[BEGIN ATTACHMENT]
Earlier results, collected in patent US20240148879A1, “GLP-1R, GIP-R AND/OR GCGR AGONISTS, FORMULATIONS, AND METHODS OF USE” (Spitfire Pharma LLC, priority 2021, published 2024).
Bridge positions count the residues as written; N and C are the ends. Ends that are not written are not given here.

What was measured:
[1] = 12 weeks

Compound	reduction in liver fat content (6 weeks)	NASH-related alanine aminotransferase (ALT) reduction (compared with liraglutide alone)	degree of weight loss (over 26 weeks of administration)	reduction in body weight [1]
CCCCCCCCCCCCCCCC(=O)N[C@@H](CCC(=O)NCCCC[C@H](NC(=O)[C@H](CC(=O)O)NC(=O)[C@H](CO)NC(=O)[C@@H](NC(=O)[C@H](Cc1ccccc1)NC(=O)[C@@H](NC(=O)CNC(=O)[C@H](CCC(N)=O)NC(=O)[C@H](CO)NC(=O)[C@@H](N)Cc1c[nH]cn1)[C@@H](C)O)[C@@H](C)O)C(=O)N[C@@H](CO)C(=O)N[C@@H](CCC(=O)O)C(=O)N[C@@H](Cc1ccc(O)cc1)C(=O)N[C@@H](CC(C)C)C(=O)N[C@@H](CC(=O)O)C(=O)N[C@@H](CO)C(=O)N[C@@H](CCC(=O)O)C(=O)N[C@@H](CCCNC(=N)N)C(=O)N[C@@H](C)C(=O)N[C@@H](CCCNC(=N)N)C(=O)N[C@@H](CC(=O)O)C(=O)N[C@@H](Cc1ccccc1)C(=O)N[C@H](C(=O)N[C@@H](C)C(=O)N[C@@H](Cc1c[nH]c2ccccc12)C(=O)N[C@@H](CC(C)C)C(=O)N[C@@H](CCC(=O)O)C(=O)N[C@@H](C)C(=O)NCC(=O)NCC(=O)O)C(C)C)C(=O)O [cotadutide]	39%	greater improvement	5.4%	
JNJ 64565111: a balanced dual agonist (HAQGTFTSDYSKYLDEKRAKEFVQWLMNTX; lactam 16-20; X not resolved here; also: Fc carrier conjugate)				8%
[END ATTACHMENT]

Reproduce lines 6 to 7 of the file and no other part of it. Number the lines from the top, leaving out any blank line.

CCCCCCCCCCCCCCCC(=O)N[C@@H](CCC(=O)NCCCC[C@H](NC(=O)[C@H](CC(=O)O)NC(=O)[C@H](CO)NC(=O)[C@@H](NC(=O)[C@H](Cc1ccccc1)NC(=O)[C@@H](NC(=O)CNC(=O)[C@H](CCC(N)=O)NC(=O)[C@H](CO)NC(=O)[C@@H](N)Cc1c[nH]cn1)[C@@H](C)O)[C@@H](C)O)C(=O)N[C@@H](CO)C(=O)N[C@@H](CCC(=O)O)C(=O)N[C@@H](Cc1ccc(O)cc1)C(=O)N[C@@H](CC(C)C)C(=O)N[C@@H](CC(=O)O)C(=O)N[C@@H](CO)C(=O)N[C@@H](CCC(=O)O)C(=O)N[C@@H](CCCNC(=N)N)C(=O)N[C@@H](C)C(=O)N[C@@H](CCCNC(=N)N)C(=O)N[C@@H](CC(=O)O)C(=O)N[C@@H](Cc1ccccc1)C(=O)N[C@H](C(=O)N[C@@H](C)C(=O)N[C@@H](Cc1c[nH]c2ccccc12)C(=O)N[C@@H](CC(C)C)C(=O)N[C@@H](CCC(=O)O)C(=O)N[C@@H](C)C(=O)NCC(=O)NCC(=O)O)C(C)C)C(=O)O [cotadutide]	39%	greater improvement	5.4%	
JNJ 64565111: a balanced dual agonist (HAQGTFTSDYSKYLDEKRAKEFVQWLMNTX; lactam 16-20; X not resolved here; also: Fc carrier conjugate)				8%